All posts in Automatic Stay

BAP Reverses Judge Bluebond’s $400,000 Stay Violation Award — Taggart All Over!

In an unpublished BAP opinion of The Preserve LLC, Judge Bluebond awarded the Chapter 7 Trustee and his attorneys $400,000 for a stay violation.  The BAP reversed saying the wrong procedure was used (adversary proceeding in lieu of motion) and that a trustee is ineligible to receive damages under section 362(k) because the trustee is not an “individual” within the meaning that section.  Instead, a trustee can recover damages for a stay violation for a sanction for civil contempt, which is a different standard.   I read Judge Bluebond’s original order and it was really well thought out with findings of facts and conclusions of law, I am surprised at the BAP’s reversal.   The Taggart case is all over this.

The BAP opinion does a great job breaking down the difference between the standard for awarding damages for civil contempt versus the standard for awarding damages under § 362(k).

Read more…

More Taggart Fallout

Bruce v. Fazilat (In re Bruce), —- B.R. —-,   8:15-ap-01028 (Bkrtcy, C. D. Cal. July, 2018, J. Wallace)

Issue:   Did the creditor here violate the automatic stay and/or the discharge injunction and if so, what are the appropriate damages?

Holding:   Yes as to both violation of the automatic stay and violation of the discharge injunction.  Actual damages of $15,000 for violation of the stay but no damages as to violation of the discharge injunction.

Judge Mark Wallace

The creditor here was the debtor’s landlord and was trying to evict him from the rental property where he lived.  The creditor, with knowledge of the bankruptcy petition, “turned off the electricity and then placed a new padlock on the electrical box,” and later sent someone to the property who “began banging on the door in an attempt to breach the door and enter the Property’s interior.”  That person told the debtor he owed them money.  The creditor contacted the debtor’s employer for the purpose of getting him fired – which worked.  Before the discharge was entered, the creditor filed a motion for relief seeking permission to proceed with the unlawful detainer.  That motion was granted but the “portion of the Lift Stay Motion requesting that the state court be permitted to award ‘[a]ll postpetition rents, attorney’s fees, and costs’” to creditor was specifically denied.  Nevertheless, the creditor sought and obtained a judgment for money against the debtor, after the discharge was entered.  At trial, the creditor’s attorney argued that the lease had terminated prepetition and that he had the right to holdover damages.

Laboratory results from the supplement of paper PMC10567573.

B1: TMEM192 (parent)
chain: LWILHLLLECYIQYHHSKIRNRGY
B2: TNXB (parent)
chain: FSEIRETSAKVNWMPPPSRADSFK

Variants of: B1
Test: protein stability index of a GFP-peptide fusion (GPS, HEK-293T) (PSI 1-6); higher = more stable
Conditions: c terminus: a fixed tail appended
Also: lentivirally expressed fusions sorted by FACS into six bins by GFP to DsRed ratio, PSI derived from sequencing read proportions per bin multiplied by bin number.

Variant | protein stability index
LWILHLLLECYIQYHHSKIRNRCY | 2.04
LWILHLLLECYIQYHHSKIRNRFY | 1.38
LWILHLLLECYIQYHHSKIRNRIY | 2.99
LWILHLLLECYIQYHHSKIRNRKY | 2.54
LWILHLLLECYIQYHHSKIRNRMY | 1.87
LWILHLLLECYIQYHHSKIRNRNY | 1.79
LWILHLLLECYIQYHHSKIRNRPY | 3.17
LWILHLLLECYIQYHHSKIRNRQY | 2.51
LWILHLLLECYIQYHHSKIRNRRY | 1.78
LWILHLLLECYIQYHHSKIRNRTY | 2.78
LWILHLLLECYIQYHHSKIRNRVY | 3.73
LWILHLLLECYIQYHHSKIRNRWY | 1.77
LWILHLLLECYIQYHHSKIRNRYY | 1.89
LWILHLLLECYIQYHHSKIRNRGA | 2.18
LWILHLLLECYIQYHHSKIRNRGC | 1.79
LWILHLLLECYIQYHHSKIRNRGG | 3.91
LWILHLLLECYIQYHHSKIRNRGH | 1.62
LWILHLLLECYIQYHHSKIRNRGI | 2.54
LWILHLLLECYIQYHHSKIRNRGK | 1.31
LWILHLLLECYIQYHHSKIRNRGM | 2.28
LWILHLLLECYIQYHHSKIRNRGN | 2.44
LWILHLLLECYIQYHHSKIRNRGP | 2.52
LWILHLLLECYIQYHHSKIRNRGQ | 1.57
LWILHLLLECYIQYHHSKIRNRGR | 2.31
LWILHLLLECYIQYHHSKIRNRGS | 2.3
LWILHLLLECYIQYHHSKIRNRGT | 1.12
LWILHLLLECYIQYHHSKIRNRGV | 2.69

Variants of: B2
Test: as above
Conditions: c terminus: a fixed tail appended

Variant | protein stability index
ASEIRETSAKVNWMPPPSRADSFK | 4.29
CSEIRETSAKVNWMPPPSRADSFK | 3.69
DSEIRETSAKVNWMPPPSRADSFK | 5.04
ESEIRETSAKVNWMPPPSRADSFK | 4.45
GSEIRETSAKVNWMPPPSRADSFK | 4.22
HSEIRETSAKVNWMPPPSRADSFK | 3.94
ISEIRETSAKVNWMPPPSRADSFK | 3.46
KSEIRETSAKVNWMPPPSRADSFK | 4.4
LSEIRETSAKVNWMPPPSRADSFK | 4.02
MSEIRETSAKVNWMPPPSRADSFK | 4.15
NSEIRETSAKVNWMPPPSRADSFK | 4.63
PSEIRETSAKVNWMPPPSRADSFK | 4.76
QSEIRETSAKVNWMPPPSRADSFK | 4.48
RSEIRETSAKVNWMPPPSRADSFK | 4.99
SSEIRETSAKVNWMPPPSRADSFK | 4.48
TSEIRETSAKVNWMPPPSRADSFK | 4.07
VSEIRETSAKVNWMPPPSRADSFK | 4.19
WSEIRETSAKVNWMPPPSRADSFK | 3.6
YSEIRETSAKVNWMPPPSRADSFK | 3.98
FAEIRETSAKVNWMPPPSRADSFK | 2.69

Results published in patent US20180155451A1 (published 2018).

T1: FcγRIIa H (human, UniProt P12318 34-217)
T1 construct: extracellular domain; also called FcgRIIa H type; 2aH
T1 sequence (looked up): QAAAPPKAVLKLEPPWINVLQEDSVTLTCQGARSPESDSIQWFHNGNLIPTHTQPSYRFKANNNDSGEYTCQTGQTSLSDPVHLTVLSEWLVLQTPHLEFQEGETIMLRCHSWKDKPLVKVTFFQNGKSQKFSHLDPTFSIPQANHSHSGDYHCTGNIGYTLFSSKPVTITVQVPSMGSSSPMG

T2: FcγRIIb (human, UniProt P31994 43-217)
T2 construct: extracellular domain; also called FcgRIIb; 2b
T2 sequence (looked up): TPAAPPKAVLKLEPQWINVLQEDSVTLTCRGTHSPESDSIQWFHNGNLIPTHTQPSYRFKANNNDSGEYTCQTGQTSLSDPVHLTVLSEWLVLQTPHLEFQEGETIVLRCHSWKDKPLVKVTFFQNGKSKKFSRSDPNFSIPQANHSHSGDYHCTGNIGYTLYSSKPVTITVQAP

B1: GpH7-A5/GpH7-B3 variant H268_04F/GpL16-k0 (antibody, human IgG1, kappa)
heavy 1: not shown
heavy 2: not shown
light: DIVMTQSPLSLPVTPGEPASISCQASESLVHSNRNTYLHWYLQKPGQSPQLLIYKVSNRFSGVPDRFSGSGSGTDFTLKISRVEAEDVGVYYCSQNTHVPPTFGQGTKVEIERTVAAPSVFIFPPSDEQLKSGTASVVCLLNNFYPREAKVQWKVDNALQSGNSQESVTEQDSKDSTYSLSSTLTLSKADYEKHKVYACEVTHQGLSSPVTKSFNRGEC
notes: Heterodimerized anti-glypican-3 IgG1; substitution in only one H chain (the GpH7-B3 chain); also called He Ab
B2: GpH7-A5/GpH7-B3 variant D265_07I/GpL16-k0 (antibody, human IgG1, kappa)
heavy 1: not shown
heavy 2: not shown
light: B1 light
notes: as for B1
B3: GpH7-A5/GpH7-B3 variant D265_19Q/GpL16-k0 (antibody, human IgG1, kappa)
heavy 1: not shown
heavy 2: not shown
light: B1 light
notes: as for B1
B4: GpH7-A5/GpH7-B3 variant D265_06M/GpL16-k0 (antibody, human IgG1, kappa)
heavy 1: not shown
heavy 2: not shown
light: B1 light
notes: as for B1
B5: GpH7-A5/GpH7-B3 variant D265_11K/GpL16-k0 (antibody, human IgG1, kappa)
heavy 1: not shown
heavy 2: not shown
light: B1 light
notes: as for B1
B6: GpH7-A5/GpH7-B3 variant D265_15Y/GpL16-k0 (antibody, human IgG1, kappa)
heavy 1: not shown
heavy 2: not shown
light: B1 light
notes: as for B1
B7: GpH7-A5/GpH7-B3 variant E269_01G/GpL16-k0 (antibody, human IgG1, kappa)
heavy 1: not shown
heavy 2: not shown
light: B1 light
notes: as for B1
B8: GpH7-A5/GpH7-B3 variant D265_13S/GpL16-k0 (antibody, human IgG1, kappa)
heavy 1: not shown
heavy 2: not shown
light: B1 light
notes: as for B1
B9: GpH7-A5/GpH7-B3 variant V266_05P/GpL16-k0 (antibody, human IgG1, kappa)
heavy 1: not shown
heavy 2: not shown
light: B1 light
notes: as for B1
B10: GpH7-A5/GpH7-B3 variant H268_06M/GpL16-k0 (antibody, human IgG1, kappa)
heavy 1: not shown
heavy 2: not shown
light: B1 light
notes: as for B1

Judge Wallace ruled that the creditor violated the stay (obviously).  The state court judgment is void.  As to damages, the debtor’s “evidence of damages is somewhat thin.”  Judge Wallace ruled:

The Court concludes that Plaintiff is entitled to actual damages of $12,500.00 plus punitive damages of $2,500.00 (for a total of $15,000.00) in respect of the stay violations described above. Additionally, attorney’s fees and costs are awarded to Plaintiff.

With respect to monetary sanctions for a discharge injunction violation, the Court notes that the United States Court of Appeals for the Ninth Circuit has recently held that in the context of a discharge injunction violation, monetary sanctions can be imposed only if the movant shows that the creditor “knew the discharge injunction was applicable.” Lorenzen v. Taggart (In re Taggert), 888 F.3d 438, 443 (9th Cir. 2018). Additionally, “the creditor’s good faith belief that the discharge injunction does not apply to the creditor’s claim precludes a finding of contempt, even if the creditor’s belief is unreasonable.”

Here, there is no doubt that Mr. Sproul (Defendant’s attorney) had a good faith belief that he was properly bringing an action in state court for holdover damages and attorney’s fees.  The Court therefore declines to impose monetary sanctions for the discharge injunction violation that occurred. 11 U.S.C. § 524(a)(2).  However, this in no way disturbs the Court’s determination that the 2017 Judgment is void and of no effect pursuant to the plain language and meaning of 11 U.S.C. § 524(a)(1).

More Fallout from Taggart

In my Amicus Brief supporting the Debtor’s request for a rehearing en banc in In re Taggart, 888 F.3d 438, 443 (9th Cir. 2018), I said:

In its opinion, the [Taggart] panel held,

“the creditor’s good faith belief that the discharge injunction does not apply to the creditor’s claim precludes a finding of contempt, even if the creditor’s belief is unreasonable.” [emphasis added] 888 F.3d at 444